Effects of Short Video Addiction on the Motivation and Well-Being of Chinese Vocational College Students

Jian Hong Ye, Yu Tai Wu, Yu Feng Wu*, Mei Yen Chen, Jhen Ni Ye

*Corresponding author for this work

Research output: Contribution to journalArticlepeer-review

5 Citations (Scopus)

Abstract

While media use can be beneficial in some ways, excessive use of media has led to growing concerns about its potential negative consequences. With the popularity of Chinese video applications (apps) such as DouYin, TikTok, Kwai, and other short video apps sweeping through schools around the world. Due to the diversity and immersion principle of short videos, their popularity continues to grow, and the phenomenon of students being addicted to short videos also brings many hidden dangers to the learning effect. Among other things, the problem of excessive use of the Internet among Chinese youth has led the government to propose a series of control policies to strengthen the monitoring of harmful habits of youth in the use of online applications. In addition, the problem of youth addiction to short videos has become a major concern for education experts and the general public, thus demonstrating that short video addiction is indeed an ongoing research issue. Therefore, this study aimed to understand the causes of short-form video addiction and its impact on the psychology of learning, and to investigate the relationship between short-form video flow experience, short-form video addiction, intrinsic and extrinsic learning motivation, and learning well-being from the perspectives of flow experience theory and micro ecological systems. The questionnaire was sent via instant messaging software such as QQ and WeChat, and university students from vocational colleges in China were invited to complete the questionnaire. A total of 517 valid data were collected, including 222 (42.9%) were male students and 295 (57.1%) were female students. The collected questionnaires were analyzed for reliability and validity after removing incomplete data, followed by structural equation modeling for model verification. The findings showed that: (1) short video flow experience had a positive effect on short video addiction; (2) short video addiction had a negative effect on intrinsic and extrinsic learning motivation; (3) intrinsic and extrinsic learning motivation had a positive effect on learning well-being; (4) short video flow experience had an indirect negative effect on intrinsic and extrinsic learning motivation; (5) short video flow and short video addiction had indirect negative effects on learning well-being. According to the results, it is clear that addiction to short videos has a negative impact on learners' learning motivation and positive psychology of learning, so parents and teachers should effectively guide students to use short video apps in a self-controlled way.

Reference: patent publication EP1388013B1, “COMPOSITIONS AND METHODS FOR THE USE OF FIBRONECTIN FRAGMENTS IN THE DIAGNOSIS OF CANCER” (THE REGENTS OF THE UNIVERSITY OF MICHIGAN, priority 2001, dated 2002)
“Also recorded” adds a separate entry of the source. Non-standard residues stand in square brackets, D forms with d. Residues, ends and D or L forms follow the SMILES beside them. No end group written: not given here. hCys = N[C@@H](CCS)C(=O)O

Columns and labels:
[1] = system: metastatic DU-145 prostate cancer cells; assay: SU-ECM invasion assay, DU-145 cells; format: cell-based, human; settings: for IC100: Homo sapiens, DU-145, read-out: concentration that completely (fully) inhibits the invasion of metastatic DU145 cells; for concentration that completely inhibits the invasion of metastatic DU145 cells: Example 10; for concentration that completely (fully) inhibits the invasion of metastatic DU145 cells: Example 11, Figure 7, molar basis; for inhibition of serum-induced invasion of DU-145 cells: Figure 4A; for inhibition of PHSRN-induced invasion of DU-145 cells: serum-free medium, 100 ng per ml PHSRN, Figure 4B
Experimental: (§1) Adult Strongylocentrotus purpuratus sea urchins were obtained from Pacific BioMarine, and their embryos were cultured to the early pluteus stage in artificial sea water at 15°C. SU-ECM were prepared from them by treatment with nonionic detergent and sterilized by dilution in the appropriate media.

Original languageEnglish
Article number847672
JournalFrontiers in Public Health
Volume10
DOIs
Publication statusPublished - 2022 May 10

Keywords

  • flow experience
  • learning motivation
  • learning well-being
  • micro ecological system theory
  • person-process-content
  • short video addiction
  • short video flow

ASJC Scopus subject areas

  • Public Health, Environmental and Occupational Health

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